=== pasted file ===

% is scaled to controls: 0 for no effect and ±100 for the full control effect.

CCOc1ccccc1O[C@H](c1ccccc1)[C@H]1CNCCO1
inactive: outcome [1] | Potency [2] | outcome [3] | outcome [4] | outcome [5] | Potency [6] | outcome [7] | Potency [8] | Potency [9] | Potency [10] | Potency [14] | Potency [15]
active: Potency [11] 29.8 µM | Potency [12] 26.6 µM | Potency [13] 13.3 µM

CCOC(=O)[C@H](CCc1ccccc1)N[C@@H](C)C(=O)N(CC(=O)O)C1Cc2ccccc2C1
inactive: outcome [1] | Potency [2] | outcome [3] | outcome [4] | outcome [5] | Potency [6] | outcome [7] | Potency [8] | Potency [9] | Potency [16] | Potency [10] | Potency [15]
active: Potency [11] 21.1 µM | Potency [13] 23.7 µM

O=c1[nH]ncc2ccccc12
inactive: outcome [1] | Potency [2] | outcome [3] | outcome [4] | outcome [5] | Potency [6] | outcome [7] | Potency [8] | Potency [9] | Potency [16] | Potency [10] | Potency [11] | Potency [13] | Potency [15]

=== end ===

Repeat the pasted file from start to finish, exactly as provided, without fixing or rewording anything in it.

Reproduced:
% is scaled to controls: 0 for no effect and ±100 for the full control effect.

CCOc1ccccc1O[C@H](c1ccccc1)[C@H]1CNCCO1
inactive: outcome [1] | Potency [2] | outcome [3] | outcome [4] | outcome [5] | Potency [6] | outcome [7] | Potency [8] | Potency [9] | Potency [10] | Potency [14] | Potency [15]
active: Potency [11] 29.8 µM | Potency [12] 26.6 µM | Potency [13] 13.3 µM

CCOC(=O)[C@H](CCc1ccccc1)N[C@@H](C)C(=O)N(CC(=O)O)C1Cc2ccccc2C1
inactive: outcome [1] | Potency [2] | outcome [3] | outcome [4] | outcome [5] | Potency [6] | outcome [7] | Potency [8] | Potency [9] | Potency [16] | Potency [10] | Potency [15]
active: Potency [11] 21.1 µM | Potency [13] 23.7 µM

O=c1[nH]ncc2ccccc12
inactive: outcome [1] | Potency [2] | outcome [3] | outcome [4] | outcome [5] | Potency [6] | outcome [7] | Potency [8] | Potency [9] | Potency [16] | Potency [10] | Potency [11] | Potency [13] | Potency [15]